Evolution of the Concept & Practices: Islamic Banking
A question which may legitimately be asked by any observer of Islamic banking is: the Islamic injunction against riba is at least 1400 years old while Islamic banks have emerged on the scene only 15 years ago in the middle of 1970s. Why the Islamic world took so long to come up with an alternative to interest-based banking?
The answer is necessarily based on historical factors. The history of commercial banks in the western world itself is not very old. Development of commercial banking in the West has synchronised with the emergence of industrial civilisation in the last two and a quarter centuries. With the industrial revolution, there was a tremendous expansion in the number of traders, manufacturers, industrialists and other entrepreneurs who wanted to expand their businesses and set up various kinds of firms but their own financial resources were not enough for it. Hence, a method was to be found which would give finance users access to the finances of others.
Thus, the needs of financial intermediation gave birth to commercial banking which very soon became the backbone of modem industrial and financial system. An efficient and smoothly functioning banking system is today one of most basic prerequisites for having an efficient economic organisation. However, all these happened within the backdrop of western cultural tradition which had shrugged off the moral and ethical considerations of Christianity from economic and business relations in its early stages of development.
When the Muslim world, in the early 19th century', as a result of western imperialism and colonialism, came into contact with the industrialisation and other associated institutions of capitalism including the commercial banking system, Muslims had any one of two choices:
- Accept the institution of commercial banking as it is and argue that interest charged by the commercial banks docs not contain the elements of riba prohibited by Islam. Hence, commercial banking would become permissible and Muslims would have no reservation against it.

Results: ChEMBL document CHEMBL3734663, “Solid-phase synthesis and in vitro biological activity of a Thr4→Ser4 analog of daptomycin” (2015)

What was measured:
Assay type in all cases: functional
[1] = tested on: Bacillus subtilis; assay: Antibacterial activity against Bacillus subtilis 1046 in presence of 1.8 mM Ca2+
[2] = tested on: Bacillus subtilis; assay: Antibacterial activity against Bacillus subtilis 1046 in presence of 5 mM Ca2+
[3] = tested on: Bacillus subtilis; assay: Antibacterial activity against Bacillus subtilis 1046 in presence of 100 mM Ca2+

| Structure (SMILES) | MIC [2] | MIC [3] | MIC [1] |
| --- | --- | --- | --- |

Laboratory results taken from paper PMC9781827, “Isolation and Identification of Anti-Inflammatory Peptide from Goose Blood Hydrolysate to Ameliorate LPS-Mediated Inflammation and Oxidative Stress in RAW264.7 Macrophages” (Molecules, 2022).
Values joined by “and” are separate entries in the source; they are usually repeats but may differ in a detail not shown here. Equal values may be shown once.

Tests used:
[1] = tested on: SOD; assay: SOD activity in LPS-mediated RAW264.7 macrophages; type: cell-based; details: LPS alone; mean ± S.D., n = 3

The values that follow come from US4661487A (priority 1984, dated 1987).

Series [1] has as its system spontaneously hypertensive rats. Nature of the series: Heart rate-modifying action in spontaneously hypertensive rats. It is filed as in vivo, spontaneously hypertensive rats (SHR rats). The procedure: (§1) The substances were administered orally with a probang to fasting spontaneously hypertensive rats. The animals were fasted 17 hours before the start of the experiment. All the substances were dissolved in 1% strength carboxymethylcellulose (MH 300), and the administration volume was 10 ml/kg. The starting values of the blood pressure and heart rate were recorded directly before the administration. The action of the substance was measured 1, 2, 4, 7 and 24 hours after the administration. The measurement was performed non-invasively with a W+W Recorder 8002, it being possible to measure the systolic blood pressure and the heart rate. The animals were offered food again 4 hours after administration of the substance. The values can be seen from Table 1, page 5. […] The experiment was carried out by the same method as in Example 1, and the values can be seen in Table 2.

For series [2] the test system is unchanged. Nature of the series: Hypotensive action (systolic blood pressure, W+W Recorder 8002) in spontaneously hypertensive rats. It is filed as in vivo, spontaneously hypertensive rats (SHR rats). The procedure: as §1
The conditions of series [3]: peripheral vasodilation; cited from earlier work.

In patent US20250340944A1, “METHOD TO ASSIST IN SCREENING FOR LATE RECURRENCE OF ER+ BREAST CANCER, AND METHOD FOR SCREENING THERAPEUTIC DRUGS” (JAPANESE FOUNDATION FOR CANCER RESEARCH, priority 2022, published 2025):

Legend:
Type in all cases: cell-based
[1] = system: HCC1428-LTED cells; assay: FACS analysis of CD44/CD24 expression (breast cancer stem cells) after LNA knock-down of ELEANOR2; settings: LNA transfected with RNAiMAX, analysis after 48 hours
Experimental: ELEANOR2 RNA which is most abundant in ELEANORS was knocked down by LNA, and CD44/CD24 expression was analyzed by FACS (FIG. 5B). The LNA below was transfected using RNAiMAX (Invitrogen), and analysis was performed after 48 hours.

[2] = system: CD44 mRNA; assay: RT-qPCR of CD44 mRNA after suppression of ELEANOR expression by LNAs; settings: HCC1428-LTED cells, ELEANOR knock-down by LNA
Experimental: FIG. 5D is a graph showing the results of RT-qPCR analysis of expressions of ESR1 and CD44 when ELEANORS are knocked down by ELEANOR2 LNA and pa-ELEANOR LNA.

- Accept the verdict that interest charged by commercial banks is riba and, in view of indispensability of commercial banking, made an attempt to develop an alternative system of banking which would not violate any tenets of the Islamic Shari'ah.
During the middle of the 19th century, several ulema (religious scholars) in Egypt, Indian subcontinent, Indonesia and in other Islamic lands made an attempt to take the first position. This was a period when the Muslim world, after suffering through colonialistic domination, was on the retreat and Muslim intelligentsia had developed a defeatist mentality. There was a tendency to rationalise all fads coming from the West. Hence, it was not surprising to see that some attempts, albeit unsuccessful, were undertaken to dilute the strong in- junctions against riba. It was argued that riba condemned and prohibited by the Qur’an is really usury and not the interest which is the basis of functioning of modem banks. It was also held that its prohibition is mainly aimed at eliminating the excesses and exploitation involved in the consumption loans when given on interest. Since commercial banks give loans mostly for productive purposes, prohibition of riba may not cover the bank loans. The advocates of these views neglected the fact that Qur’an categorically declares any surplus (or excess) over the principal amount as riba and clearly mentions that creditors are entitled only to their principal amounts. It was also forgotten that Islam docs not make any distinction between the consumption loans and productive loans. The prohibition of riba has to apply irrespective of the purpose for which loans have been raised.